In your class discussion boards, you will be expected to provide feedback to your peers and engage in conversations and debates. Giving feedback to peers can feel a bit overwhelming, but constructive criticism and respectful conversations with peers can support the learning process. Below are some strategies and tips to help you to give useful and appropriate feedback.
In all of your interactions with peers be sure to use a respectful and academic tone in your response, even when you disagree with their points. This means you want to use appropriate language, and avoid things like all caps in your responses.
Focus on the topic and building your argument with evidence. Do not focus on the individual. Do not say “You’re wrong.” Instead, build your side of the argument by pulling in scholarly sources and statistics to back up your points. Remember that a debate is always won when strong evidence is used, not with personal attacks or name calling.
I think you’re completely wrong to choose this approach to the case. I think that it would be better for the teacher to just call the parents about this issue, rather than making a report to a local agency.
I have to respectfully disagree with your approach to this case. As outlined by Smith (2010), chatting with the parents about this issue, rather than making a report, could increase the risk of harm for the child.
Constructive feedback should be specific and give peers examples or resources to help them improve their work. Avoid general comments like “good job” or “I enjoyed your post.” These types of comments will not help your peer improve. Instead, you could say something like this:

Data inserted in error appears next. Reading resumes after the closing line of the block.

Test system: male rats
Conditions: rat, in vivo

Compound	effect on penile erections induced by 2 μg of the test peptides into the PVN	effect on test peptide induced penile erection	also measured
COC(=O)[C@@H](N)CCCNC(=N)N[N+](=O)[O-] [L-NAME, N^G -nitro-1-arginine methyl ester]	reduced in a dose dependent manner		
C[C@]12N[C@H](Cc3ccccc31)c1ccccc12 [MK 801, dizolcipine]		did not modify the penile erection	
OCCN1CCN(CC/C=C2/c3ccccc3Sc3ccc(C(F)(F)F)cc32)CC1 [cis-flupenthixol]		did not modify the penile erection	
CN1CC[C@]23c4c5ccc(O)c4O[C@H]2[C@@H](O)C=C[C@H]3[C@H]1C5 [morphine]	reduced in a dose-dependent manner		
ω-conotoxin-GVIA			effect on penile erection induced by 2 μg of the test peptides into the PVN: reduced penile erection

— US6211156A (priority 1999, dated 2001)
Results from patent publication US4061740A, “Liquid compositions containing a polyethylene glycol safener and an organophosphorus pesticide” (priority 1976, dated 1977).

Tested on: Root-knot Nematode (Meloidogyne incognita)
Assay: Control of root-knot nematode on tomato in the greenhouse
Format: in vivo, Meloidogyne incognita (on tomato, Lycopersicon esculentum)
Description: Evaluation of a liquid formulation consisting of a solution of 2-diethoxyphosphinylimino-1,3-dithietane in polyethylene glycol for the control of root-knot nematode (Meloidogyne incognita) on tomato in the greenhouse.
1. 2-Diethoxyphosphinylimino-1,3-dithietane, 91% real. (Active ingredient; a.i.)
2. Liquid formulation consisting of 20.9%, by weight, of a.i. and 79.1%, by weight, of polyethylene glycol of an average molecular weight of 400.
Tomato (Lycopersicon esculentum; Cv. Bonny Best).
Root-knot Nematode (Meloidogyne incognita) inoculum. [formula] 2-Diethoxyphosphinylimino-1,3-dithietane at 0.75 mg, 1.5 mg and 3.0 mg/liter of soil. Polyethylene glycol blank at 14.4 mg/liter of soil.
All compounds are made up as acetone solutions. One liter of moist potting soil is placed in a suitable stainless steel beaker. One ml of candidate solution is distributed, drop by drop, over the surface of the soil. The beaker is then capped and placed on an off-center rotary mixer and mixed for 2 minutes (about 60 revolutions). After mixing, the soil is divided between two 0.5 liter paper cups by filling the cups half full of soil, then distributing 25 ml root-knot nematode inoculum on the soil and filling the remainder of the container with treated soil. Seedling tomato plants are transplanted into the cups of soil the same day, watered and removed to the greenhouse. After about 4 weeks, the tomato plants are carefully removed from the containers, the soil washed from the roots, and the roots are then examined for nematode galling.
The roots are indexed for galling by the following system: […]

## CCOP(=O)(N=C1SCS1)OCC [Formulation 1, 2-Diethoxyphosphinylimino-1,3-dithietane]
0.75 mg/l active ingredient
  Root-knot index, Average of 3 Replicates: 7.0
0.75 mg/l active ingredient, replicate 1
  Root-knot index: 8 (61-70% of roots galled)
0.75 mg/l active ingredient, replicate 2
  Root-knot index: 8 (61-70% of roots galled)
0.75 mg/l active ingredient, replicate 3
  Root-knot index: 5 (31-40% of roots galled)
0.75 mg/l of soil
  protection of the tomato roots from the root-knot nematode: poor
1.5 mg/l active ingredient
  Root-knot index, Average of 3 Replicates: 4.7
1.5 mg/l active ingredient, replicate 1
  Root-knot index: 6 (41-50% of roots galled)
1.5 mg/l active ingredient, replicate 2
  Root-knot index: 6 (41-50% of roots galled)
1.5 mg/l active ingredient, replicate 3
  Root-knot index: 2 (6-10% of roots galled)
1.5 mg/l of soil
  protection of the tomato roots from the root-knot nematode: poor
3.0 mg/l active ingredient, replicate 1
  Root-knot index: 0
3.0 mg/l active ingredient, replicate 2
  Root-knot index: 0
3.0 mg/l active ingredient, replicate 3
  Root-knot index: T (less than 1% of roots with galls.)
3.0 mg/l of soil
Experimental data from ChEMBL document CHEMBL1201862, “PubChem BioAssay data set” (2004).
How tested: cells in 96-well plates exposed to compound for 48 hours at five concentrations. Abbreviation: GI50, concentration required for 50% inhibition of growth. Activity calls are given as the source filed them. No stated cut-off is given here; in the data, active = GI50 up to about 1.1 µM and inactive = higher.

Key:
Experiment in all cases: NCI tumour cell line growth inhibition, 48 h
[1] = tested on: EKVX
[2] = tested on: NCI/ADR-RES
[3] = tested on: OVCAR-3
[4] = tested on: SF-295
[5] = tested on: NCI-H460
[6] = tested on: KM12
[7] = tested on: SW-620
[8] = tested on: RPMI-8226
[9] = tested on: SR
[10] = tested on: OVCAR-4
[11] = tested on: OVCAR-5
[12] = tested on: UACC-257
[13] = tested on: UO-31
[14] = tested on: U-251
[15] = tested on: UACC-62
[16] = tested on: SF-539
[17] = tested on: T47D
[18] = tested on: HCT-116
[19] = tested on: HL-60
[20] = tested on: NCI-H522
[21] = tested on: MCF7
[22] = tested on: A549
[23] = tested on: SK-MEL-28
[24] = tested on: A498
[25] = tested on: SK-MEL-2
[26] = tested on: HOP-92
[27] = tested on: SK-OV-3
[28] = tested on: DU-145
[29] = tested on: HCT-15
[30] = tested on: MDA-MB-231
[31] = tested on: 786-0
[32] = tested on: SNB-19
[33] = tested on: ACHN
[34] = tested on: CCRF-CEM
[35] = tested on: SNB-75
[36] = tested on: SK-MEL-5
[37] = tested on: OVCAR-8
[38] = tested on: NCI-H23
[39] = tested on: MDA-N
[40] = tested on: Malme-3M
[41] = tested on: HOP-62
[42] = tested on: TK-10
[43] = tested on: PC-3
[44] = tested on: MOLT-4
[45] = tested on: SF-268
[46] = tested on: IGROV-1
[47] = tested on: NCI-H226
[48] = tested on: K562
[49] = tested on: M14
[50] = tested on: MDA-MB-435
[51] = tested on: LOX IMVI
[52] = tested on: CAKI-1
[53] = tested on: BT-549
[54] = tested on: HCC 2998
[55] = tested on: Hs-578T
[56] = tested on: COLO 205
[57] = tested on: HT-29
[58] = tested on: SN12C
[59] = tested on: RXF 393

You provided some interesting statistics to back up your points on this topic, but the sources you used were 20 years old. To improve your argument, I would suggest using more timely sources so your statistics reflect the current state of this issue.
Use the “Sandwich” Approach
When asked to give constructive criticism to peers, it is always helpful to use the “sandwich” approach to feedback. In this approach, begin your feedback with something positive, share your criticism, and end your response with something positive or encouraging. Here is an example:
You provided a thorough discussion of the background and purpose of the Individual's with Disability Act (IDEA). I think your post could be strengthened by including some specific examples of how IDEA impacts the services students receive in the classroom. For instance, does IDEA impact learners differently based on age? You are really good at using many different sources to support your work; your post really helped me to better understand the background of IDEA.
Anytime you give feedback to a peer, try to think about how you would feel if you received the feedback you have written. Would you feel attacked or embarrassed? Would you find it useful in improving your work? Try to imagine how your response could be perceived by others, and make any changes that might be necessary.
Read and Revise
As with any kind of writing for your course, be sure that you carefully proofread your work. When giving someone else feedback, you want to be sure your work is free of writing errors and is clear and easy to understand.